On a night like tonight, it doesn’t matter that summer’s over and winter is coming; the stillness of a cool October evening soothes overworked neurotransmitters. I didn’t fall in love with fall until I fell in love with Charming… about this same time two years ago. Fall brought Charming, and together they were a calm, cool, refreshing breeze to soothe the burns resulting from my summer of online dating.
It was also about this time that Charming made the drive from DC to Hampton for the first time, a weekend of dates. Only acquaintances in college, we were really just getting to know one another, and the thirty-something divorced versions of us only moderately resemble the carefree passion of a college kid. A friend recently shared a picture of a group of us from a Roulette my freshman year at Wheaton. In a Roulette, your whole floor went on an outing where your roommate picked your date for you. Kate had naturally chosen my brother’s best friend as a safe, platonic choice, and he was on one side of me.
On the other, however, with just his date standing between us, was Charming, grinning eagerly just like me at the Brookfield Zoo in Chicago sixteen years ago. It was a different life, a different us, in an October long forgotten or dis-remembered by the sheer volume of comedies, romances, and tragedies that would strike and stun and sink and soar until we found ourselves in a Hampton October, together on a date. I took Charming to Fort Monroe beach that first time because I wasn’t sure the weather would give us another chance or if fate would even give us another date. I wanted to share with him this place that made me feel surrounded by peace because the vast reach of the ocean and sand makes me feel as small as I really am.
Though not a beach person himself, Charming supports my infatuation with the salty shoreline. In the summer, he’ll sweat it out for me because he knows me now. I’m not a girl in a picture with a person between us. That first day, it was chilly where we needed sweaters to shield us from a chilly ocean breeze, and I’ve come to learn that is how he prefers to experience the grandeur of the sea, especially framed by one of God’s sunset murals over the Chesapeake Bay. In two years’ time, Charming must have reached the conclusion that the benefit of a beach recharge for me outweighs the heat’s draining effects on him.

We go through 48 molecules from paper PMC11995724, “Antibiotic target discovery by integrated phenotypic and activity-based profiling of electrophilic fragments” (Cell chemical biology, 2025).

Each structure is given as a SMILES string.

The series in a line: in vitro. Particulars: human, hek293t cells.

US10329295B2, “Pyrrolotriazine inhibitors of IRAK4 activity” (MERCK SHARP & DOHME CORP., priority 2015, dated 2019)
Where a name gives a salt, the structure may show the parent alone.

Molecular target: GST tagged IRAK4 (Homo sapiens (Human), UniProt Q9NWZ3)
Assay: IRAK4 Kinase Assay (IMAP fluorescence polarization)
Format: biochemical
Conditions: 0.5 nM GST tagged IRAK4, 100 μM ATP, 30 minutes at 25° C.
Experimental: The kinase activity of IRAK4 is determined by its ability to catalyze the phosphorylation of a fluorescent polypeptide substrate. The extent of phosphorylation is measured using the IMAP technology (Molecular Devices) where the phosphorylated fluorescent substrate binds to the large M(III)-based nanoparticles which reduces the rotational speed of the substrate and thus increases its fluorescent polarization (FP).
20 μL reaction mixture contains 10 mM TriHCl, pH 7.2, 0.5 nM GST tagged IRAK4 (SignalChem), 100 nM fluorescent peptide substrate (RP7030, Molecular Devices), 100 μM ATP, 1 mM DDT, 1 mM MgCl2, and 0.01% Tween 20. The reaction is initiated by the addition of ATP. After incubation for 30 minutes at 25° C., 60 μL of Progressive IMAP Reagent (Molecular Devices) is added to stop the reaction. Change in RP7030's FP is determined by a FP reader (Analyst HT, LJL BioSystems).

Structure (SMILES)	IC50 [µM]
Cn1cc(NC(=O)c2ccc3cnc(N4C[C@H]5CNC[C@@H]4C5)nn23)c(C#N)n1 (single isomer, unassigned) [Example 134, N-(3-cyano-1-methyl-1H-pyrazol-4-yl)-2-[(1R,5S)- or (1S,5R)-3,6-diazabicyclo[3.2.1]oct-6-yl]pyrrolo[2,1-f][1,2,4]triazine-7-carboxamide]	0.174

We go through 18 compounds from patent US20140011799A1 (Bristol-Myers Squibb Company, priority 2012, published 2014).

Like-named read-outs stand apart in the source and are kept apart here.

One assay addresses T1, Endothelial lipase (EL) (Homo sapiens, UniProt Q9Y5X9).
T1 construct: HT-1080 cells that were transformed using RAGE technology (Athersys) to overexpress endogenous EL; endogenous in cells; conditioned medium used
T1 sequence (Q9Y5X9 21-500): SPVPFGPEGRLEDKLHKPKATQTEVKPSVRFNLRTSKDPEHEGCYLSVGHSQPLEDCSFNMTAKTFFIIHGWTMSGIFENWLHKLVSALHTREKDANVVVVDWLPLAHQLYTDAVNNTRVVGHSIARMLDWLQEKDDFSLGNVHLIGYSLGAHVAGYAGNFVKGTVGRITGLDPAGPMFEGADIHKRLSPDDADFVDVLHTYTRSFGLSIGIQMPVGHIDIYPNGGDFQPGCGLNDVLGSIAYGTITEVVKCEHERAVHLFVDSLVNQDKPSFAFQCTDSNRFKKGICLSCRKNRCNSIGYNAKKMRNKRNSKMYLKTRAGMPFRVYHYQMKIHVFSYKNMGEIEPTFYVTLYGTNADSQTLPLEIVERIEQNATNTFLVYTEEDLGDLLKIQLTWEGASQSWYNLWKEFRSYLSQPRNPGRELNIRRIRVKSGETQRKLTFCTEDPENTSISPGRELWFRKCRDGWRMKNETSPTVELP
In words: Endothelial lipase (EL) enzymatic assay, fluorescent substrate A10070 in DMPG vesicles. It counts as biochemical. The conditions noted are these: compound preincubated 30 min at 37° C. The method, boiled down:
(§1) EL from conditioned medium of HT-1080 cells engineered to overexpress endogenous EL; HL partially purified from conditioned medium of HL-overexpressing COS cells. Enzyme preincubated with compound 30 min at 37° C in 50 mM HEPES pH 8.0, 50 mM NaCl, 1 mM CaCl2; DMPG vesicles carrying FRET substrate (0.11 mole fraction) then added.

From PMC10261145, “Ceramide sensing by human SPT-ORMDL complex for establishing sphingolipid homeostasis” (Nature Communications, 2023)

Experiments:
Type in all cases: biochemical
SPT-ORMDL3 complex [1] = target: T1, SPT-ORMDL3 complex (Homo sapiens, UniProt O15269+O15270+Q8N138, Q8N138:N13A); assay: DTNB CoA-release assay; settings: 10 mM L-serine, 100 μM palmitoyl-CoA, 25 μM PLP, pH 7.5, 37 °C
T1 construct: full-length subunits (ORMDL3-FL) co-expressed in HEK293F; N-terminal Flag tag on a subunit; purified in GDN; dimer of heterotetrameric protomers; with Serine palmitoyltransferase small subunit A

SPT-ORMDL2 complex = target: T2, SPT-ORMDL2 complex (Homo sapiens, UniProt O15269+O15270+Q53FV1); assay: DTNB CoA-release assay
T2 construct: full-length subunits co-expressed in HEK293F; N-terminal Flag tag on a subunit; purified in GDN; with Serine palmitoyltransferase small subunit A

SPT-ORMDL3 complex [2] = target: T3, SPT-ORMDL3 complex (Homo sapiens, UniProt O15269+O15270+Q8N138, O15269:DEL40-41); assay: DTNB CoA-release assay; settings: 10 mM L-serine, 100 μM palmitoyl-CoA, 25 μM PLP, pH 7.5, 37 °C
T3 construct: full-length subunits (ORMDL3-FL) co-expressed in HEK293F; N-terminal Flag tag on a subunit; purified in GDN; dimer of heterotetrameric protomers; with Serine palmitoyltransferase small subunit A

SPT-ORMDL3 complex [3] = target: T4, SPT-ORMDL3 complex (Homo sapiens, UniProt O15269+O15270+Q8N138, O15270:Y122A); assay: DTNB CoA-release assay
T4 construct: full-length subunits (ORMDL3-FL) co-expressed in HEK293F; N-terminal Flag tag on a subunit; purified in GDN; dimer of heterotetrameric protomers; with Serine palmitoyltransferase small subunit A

My sophomores took their first proficiency test to assess their mastery of the basic elements of a short story like setting and plot as well as archetypes and universal themes. When I reflect on the past weekend, I’m finding meaning in all the little details that are often overlooked. I try to impart the importance of practicing our crafts to improve in them, and I model that with my blog each week; still, when I teach a concept again, even if it’s for the eleventh time, the review reinforces prior learning. I grow right along with my adolescents.
I never wanted to have a wedding at a beach. I never wanted a destination wedding. I never imagined that a wedding could end up being an opportunity for Charming and I to be intentional about all the details that would end up giving me a new dream for what I never knew I wanted. Though I wasn’t aware while making choices together over the past month, the wedding plan that’s materialized is incredibly fitting, as if by God’s design.
We drove down to the Outer Banks on Saturday afternoon after our first pre-marital counseling session. During the week, my school owns me, but this weekend was entirely Charming’s. We started with our leading option for the reception. On the pier overlooking the ocean, it was certainly romantic with a certain character and charm that appealed to me, but we had some doubts to discuss after leaving the office. Charming led me back up to the pier and asked me to marry him with my real ring, the one he picked with the diamond he chose…